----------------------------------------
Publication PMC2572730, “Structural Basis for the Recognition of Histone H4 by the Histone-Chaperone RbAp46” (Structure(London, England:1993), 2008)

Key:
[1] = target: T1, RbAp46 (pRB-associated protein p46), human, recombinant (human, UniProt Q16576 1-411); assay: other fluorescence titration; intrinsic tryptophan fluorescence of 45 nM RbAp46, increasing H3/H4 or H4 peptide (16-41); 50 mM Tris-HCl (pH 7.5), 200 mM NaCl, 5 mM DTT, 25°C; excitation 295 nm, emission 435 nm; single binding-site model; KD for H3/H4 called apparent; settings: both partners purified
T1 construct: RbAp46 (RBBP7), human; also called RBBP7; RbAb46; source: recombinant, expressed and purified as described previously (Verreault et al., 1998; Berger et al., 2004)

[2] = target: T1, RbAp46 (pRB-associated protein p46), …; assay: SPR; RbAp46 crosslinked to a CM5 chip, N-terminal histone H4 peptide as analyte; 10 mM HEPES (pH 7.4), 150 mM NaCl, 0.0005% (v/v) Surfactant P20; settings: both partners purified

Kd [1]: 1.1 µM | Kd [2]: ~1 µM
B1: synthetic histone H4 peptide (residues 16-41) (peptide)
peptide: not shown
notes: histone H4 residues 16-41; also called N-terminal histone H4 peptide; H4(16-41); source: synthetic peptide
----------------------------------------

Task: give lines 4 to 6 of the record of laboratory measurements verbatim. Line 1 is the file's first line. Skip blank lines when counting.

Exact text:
T1 construct: RbAp46 (RBBP7), human; also called RBBP7; RbAb46; source: recombinant, expressed and purified as described previously (Verreault et al., 1998; Berger et al., 2004)

[2] = target: T1, RbAp46 (pRB-associated protein p46), …; assay: SPR; RbAp46 crosslinked to a CM5 chip, N-terminal histone H4 peptide as analyte; 10 mM HEPES (pH 7.4), 150 mM NaCl, 0.0005% (v/v) Surfactant P20; settings: both partners purified

Kd [1]: 1.1 µM | Kd [2]: ~1 µM